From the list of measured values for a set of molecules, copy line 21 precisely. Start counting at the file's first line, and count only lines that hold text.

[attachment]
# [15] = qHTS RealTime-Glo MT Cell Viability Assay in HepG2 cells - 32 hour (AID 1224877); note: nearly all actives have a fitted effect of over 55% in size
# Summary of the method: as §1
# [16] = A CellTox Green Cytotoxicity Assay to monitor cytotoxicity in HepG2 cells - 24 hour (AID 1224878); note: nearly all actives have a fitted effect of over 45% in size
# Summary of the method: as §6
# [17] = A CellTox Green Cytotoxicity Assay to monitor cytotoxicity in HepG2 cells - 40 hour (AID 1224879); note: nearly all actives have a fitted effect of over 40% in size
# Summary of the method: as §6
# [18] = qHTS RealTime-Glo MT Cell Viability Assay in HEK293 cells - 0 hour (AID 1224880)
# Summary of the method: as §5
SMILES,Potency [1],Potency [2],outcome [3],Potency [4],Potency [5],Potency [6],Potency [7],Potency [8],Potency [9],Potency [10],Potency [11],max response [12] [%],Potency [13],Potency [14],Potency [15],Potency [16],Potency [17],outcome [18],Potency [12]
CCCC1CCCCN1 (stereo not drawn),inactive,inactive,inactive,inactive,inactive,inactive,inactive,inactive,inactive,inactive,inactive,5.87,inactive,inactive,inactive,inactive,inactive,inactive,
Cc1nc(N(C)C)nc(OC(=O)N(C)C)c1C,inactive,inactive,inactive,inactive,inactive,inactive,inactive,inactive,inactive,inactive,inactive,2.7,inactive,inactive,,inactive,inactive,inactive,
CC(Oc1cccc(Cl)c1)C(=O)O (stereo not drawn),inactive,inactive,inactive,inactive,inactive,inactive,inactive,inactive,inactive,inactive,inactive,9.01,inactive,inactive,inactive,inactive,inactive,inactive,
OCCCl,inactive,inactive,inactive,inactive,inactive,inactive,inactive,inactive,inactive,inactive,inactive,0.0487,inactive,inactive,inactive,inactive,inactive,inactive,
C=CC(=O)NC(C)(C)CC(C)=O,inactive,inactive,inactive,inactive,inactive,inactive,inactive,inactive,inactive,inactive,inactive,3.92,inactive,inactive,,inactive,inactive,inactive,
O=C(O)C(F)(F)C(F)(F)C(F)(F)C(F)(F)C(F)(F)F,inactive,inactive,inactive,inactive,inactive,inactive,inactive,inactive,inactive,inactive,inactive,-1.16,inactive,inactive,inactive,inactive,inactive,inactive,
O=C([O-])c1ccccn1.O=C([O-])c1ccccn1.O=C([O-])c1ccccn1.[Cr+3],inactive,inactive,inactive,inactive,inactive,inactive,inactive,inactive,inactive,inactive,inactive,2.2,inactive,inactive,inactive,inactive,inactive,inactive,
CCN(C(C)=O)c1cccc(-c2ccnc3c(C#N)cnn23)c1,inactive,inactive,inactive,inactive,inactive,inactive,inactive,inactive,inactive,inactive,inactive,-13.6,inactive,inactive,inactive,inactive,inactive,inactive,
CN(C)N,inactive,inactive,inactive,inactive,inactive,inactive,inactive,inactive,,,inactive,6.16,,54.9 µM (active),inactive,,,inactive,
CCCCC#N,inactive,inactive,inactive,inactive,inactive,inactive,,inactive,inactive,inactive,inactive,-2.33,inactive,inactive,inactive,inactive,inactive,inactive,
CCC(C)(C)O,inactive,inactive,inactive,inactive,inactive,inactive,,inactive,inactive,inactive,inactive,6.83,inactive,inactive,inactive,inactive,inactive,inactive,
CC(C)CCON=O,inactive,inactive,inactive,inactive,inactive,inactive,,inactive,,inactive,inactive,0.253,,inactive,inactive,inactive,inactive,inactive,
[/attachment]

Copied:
CC(C)CCON=O,inactive,inactive,inactive,inactive,inactive,inactive,,inactive,,inactive,inactive,0.253,,inactive,inactive,inactive,inactive,inactive,